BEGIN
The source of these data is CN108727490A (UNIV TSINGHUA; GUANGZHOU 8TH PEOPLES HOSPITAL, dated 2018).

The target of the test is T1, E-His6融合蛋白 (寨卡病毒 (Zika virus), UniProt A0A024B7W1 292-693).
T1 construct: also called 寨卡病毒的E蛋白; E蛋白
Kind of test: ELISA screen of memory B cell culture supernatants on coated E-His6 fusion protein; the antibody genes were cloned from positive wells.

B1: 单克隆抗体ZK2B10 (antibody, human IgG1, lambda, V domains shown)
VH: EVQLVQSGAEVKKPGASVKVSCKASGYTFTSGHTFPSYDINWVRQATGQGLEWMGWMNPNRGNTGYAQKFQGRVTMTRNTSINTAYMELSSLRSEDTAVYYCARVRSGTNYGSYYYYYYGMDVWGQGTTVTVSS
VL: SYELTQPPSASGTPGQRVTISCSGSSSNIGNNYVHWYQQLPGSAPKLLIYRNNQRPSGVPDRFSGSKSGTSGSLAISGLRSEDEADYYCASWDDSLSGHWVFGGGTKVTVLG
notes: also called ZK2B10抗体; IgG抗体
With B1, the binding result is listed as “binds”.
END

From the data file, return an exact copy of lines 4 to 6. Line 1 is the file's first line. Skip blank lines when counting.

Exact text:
Kind of test: ELISA screen of memory B cell culture supernatants on coated E-His6 fusion protein; the antibody genes were cloned from positive wells.

B1: 单克隆抗体ZK2B10 (antibody, human IgG1, lambda, V domains shown)
VH: EVQLVQSGAEVKKPGASVKVSCKASGYTFTSGHTFPSYDINWVRQATGQGLEWMGWMNPNRGNTGYAQKFQGRVTMTRNTSINTAYMELSSLRSEDTAVYYCARVRSGTNYGSYYYYYYGMDVWGQGTTVTVSS